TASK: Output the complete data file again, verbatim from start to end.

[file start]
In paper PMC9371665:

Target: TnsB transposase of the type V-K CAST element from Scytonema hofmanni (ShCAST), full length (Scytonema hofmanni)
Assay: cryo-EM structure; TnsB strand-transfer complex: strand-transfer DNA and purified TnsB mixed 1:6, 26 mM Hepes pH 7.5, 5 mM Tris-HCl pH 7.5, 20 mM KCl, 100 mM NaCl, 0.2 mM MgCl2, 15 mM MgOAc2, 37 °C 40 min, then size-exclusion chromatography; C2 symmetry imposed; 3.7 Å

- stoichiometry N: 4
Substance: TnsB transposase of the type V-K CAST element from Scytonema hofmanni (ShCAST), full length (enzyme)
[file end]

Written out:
In paper PMC9371665:

Target: TnsB transposase of the type V-K CAST element from Scytonema hofmanni (ShCAST), full length (Scytonema hofmanni)
Assay: cryo-EM structure; TnsB strand-transfer complex: strand-transfer DNA and purified TnsB mixed 1:6, 26 mM Hepes pH 7.5, 5 mM Tris-HCl pH 7.5, 20 mM KCl, 100 mM NaCl, 0.2 mM MgCl2, 15 mM MgOAc2, 37 °C 40 min, then size-exclusion chromatography; C2 symmetry imposed; 3.7 Å

- stoichiometry N: 4
Substance: TnsB transposase of the type V-K CAST element from Scytonema hofmanni (ShCAST), full length (enzyme)